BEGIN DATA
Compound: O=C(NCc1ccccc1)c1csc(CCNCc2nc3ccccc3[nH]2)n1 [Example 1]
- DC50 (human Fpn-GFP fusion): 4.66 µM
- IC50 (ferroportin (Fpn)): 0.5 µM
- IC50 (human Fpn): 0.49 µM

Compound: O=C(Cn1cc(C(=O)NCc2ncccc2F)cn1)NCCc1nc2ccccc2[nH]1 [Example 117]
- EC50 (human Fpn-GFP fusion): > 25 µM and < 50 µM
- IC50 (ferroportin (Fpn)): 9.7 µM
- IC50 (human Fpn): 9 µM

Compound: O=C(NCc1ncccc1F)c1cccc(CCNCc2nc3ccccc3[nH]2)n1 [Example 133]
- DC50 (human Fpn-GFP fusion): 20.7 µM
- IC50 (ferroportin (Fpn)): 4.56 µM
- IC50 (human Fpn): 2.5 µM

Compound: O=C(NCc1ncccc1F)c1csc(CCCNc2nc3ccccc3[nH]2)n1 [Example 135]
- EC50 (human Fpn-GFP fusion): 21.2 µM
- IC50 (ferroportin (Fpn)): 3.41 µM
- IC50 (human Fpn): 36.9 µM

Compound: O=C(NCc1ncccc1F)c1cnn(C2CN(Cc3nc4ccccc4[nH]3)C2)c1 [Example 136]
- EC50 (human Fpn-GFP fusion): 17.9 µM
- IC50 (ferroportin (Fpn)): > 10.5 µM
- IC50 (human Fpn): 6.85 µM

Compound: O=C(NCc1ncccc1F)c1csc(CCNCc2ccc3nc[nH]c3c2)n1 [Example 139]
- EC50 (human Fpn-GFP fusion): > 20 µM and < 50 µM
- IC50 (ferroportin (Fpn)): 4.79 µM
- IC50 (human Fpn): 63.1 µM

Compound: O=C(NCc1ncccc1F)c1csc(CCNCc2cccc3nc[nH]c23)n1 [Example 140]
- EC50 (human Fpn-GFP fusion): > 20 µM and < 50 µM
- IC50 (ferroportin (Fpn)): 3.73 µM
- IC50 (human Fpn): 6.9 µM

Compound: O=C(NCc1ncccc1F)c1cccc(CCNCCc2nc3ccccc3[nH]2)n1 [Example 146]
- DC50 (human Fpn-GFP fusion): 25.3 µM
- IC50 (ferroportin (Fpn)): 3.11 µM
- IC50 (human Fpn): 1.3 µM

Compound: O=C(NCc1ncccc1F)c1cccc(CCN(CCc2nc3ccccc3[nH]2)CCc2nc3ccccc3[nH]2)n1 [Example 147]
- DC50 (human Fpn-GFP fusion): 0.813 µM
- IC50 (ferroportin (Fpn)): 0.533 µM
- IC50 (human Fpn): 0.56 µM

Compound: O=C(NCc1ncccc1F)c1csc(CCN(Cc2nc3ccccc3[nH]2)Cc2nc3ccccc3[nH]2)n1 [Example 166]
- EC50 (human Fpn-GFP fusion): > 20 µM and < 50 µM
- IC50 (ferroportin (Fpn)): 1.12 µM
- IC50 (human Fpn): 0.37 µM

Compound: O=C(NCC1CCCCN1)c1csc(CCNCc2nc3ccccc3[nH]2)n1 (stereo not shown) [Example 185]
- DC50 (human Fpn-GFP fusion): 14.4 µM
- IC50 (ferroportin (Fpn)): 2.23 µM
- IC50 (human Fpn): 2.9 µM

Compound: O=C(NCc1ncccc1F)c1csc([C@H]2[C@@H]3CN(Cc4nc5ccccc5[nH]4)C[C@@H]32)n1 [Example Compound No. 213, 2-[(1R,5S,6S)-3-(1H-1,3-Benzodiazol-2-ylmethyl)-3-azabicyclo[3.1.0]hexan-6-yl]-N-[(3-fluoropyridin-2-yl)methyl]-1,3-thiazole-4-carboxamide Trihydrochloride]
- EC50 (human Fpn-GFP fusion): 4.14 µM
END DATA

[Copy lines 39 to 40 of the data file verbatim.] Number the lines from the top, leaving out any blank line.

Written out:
- IC50 (ferroportin (Fpn)): 1.12 µM
- IC50 (human Fpn): 0.37 µM